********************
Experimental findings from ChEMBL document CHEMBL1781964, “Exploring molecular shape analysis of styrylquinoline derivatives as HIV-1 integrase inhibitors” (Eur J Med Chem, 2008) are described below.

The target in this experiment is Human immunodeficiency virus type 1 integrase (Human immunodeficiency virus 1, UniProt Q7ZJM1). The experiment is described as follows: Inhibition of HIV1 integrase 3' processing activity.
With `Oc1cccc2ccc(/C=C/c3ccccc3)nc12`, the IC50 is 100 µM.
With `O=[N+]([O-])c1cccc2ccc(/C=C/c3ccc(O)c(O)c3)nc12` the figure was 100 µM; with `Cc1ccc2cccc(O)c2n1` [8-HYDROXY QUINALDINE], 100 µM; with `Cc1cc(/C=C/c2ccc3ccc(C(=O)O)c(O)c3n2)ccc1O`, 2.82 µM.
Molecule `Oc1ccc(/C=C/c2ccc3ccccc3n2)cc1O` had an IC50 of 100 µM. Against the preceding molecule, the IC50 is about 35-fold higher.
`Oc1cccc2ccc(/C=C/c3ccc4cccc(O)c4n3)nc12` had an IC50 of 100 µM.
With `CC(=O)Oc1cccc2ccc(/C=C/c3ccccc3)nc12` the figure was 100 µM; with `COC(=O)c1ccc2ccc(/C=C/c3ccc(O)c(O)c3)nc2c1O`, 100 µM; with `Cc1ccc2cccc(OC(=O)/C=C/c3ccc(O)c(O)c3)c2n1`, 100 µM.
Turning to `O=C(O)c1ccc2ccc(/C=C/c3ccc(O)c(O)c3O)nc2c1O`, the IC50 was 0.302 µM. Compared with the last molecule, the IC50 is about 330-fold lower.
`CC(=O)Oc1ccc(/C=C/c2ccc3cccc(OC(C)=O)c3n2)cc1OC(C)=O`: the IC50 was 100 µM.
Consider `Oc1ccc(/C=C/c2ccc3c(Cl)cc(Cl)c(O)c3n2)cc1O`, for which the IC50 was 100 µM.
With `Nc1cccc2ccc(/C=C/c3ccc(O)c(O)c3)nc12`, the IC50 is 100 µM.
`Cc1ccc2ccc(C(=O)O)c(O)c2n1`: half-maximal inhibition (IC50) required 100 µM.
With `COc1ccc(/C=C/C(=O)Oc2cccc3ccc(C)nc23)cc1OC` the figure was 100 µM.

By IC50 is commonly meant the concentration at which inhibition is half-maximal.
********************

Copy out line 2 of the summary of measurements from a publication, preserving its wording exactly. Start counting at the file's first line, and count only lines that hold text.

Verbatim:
The target in this experiment is Human immunodeficiency virus type 1 integrase (Human immunodeficiency virus 1, UniProt Q7ZJM1). The experiment is described as follows: Inhibition of HIV1 integrase 3' processing activity.